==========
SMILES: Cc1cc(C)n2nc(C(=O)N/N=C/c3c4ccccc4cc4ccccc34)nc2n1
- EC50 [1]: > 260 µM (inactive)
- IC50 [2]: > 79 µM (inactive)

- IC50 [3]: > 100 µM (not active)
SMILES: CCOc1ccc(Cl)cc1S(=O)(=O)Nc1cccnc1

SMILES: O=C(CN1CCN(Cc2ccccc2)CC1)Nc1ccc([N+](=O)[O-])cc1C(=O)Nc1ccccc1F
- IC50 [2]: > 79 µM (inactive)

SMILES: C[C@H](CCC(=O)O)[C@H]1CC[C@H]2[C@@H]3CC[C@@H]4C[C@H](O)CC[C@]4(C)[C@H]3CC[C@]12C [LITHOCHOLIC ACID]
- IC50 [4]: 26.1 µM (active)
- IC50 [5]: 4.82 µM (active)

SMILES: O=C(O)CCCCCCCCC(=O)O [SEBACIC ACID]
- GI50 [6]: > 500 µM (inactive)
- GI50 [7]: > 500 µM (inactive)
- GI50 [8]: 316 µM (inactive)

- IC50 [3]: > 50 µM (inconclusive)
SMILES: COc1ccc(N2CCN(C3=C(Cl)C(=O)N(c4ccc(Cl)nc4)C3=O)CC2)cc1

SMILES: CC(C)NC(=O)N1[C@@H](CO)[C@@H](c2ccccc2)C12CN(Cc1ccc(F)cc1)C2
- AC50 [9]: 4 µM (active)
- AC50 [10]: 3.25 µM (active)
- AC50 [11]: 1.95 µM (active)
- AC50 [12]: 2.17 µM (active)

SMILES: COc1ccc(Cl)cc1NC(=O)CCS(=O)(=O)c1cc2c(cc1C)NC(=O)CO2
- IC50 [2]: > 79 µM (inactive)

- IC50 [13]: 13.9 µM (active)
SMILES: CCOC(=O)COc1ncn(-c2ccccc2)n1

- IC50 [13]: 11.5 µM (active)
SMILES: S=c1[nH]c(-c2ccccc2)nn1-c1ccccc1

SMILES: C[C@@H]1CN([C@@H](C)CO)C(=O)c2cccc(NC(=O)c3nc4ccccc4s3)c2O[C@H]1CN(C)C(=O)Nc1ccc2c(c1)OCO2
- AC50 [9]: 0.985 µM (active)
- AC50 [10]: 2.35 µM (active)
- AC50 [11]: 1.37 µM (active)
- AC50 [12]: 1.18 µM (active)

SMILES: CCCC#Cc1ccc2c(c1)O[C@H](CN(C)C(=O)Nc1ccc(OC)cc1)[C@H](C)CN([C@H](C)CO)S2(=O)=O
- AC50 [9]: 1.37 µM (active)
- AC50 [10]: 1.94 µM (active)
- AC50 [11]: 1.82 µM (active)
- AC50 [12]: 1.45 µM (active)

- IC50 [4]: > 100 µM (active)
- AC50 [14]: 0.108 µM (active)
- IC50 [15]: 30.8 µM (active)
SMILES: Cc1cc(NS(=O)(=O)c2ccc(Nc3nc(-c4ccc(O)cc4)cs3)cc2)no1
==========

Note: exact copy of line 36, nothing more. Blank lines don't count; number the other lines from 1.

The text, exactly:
- AC50 [11]: 1.82 µM (active)